Definition of SAR & SAR Limits - Specific Absorption Rate of Radiation - measures the amount of radiation that a human body absorbs from a source such as from a nearby radio transmitting antenna or cellphone (radio receiving antennas do not emit EMF).
In the United States the FCC requires that the SAR for cell phones is required to be no more than 1.6 watts per kilogram.
Quoting from the US FDA:
Recent Epidemiological Reports on Cell Phone or Cell Phone Tower Hazards & Cancer Risks
study Reports No Cell Phone Mast Exposure Link to Cancer
Study Reports No Child Hood Cancer Risk Connected to Mobile Phone Base Stations
Excerpts quoted from "Mobile phone base stations and early childhood cancers: case-control study":
While the jury is out on health risks from cellphone use, those who agree that prudent avoidance is wise, even a cursory scan of the literature indicates that holding a cellphone further from the head (try using the speaker phone feature?) reduces exposure.
While hands-free sets have been sold to possibly reduce the exposure to cell phone EMF, we have read that the hands free wire connecting the cell phone to the ear piece can actually act as an antenna to increase the level of EMF exposure at the head by a factor of three.
If the cellphone has an extended antenna, pointing the antenna away from the head may also reduce exposure. As does limiting cellphone use.
Watch out: SAR is not the whole story of cellphone safety. As our cellphone photo shown here demonstrates, cellphone design, cellphone antenna placement, and cellphone use style (holding phone further from the ear) can make a difference in the potential EMF exposure of the cellphone user.
Both of the flip-type cell phones in our photo include an upper segment that includes the earphone - a portion of the cell phone that most users hold against or close to their ear. But the design of the cellphone at right, using an extendable antenna, places the antenna roughly two inches further from the user's head than the phone shown at left.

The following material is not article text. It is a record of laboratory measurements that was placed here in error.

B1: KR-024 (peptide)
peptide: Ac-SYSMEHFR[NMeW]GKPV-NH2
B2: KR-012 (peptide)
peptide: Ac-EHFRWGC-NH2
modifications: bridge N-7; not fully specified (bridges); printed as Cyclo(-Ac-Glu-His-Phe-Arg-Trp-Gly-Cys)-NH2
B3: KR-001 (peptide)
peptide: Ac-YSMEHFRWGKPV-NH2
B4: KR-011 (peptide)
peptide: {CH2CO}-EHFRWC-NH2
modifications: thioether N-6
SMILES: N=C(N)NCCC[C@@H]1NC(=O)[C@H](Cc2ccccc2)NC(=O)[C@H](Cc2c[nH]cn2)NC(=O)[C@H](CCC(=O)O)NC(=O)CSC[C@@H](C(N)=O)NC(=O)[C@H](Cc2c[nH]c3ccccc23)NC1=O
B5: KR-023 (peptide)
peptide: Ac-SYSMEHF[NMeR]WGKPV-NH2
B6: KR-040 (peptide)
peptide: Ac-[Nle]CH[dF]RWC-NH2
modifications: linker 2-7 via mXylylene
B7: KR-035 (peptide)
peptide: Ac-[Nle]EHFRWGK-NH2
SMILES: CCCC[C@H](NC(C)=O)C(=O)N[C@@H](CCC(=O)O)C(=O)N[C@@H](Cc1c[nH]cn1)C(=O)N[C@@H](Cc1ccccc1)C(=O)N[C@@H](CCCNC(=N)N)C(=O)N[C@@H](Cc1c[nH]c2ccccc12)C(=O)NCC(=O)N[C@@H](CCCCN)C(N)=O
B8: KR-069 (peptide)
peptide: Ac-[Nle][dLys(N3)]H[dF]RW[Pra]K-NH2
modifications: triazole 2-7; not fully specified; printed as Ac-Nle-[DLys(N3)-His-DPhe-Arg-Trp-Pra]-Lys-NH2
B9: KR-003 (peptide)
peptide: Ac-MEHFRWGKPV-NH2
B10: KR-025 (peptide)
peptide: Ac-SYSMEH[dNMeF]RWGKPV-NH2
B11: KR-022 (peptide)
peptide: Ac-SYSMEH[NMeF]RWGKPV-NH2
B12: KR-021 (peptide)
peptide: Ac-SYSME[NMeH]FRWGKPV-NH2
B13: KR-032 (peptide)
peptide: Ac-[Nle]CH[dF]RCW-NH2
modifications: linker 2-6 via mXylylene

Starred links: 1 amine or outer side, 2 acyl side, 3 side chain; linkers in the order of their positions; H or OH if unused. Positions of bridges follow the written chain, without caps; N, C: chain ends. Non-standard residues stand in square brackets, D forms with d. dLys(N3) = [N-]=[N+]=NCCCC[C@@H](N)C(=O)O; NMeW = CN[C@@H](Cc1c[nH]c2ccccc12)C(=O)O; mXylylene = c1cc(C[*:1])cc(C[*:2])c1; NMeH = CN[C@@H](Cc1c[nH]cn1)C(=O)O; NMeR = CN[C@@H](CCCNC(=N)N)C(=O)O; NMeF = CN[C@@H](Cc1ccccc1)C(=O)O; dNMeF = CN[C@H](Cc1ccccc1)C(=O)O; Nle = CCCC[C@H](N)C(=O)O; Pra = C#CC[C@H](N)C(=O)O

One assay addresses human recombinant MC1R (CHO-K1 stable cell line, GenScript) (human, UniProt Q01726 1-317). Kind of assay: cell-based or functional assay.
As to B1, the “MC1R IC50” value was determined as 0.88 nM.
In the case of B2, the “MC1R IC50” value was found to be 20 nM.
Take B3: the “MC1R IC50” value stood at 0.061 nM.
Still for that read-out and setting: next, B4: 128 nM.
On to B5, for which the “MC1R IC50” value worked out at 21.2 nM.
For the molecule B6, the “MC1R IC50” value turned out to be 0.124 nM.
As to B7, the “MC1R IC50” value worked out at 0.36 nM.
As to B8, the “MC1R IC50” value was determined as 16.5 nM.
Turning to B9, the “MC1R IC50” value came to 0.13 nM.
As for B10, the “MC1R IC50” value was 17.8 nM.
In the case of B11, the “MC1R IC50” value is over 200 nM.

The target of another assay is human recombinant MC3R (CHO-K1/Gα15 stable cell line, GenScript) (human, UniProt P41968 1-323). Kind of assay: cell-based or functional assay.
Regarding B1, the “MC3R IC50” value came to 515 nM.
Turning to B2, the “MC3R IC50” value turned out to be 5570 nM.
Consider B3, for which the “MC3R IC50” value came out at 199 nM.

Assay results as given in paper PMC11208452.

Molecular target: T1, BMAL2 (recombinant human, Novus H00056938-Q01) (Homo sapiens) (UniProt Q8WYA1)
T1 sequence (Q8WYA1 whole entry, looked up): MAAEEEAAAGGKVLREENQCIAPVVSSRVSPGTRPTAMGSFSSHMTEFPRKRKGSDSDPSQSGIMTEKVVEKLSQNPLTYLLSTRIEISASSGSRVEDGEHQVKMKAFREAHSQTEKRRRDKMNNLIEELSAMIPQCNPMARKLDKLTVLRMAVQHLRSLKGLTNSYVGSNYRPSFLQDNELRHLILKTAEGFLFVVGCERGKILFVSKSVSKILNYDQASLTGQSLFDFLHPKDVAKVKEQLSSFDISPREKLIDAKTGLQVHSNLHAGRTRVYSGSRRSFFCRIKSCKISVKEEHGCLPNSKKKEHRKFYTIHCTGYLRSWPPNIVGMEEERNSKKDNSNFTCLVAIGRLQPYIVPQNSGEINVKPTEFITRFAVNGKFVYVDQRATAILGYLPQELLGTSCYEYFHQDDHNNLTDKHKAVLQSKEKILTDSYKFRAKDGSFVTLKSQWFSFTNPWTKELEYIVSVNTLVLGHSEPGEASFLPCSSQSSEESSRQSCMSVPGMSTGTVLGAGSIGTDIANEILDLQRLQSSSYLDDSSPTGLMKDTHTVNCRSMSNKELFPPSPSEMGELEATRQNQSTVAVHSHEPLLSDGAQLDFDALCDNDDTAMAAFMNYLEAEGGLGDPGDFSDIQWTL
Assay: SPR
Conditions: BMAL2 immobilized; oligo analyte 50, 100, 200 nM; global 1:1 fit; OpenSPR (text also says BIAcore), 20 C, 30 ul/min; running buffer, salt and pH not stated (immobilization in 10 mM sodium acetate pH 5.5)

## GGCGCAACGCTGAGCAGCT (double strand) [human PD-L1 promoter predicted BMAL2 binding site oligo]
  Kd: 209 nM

Further, talking or texting while driving may be a more immediate life-safety hazard to both the cellphone user and to others exposed to automobile injury from this dangerous practice.
Other Cellphone Hazard Reduction Suggestions - US FDA
The US FDA advice on cellphone hazard reduction is reiterated and commented-on just below. Of these two are most useful: [paraphrasing]
The FDA recommendation for use of headsets, wired or wireless, does not address other sources who warn (as we repeated above) possible increases in EMR exposure when using a headset on which the wire acts as an antenna. Further, we have not found sources describing any increase or decrease associated with using a wireless bluetooth-connected headset.
Watch out: buying a "cell phone radiation shield" is not recommended by the FDA:
RF EMF Measuring Equipment: Please do not contact us with a request buy EMF or RF measuring equipment. We do not sell anything. To do so would be a conflict of interest for this website. These devices are readily available from many electrical equipment and home inspection equipment suppliers.
See Evaluation of Low-Cost EMF Instruments This article describes several low-cost and reasonably accurate EMF measurement devices that are readily available suitable for measuring EMF from power transmission lines or home electrical wiring and appliances. See Radio Frequency RF Detection Meters This article describes several low-cost and accurate radio frequency or RF detection and measurement devices suitable for radio, TV, cellphone, microwave, and similar signals.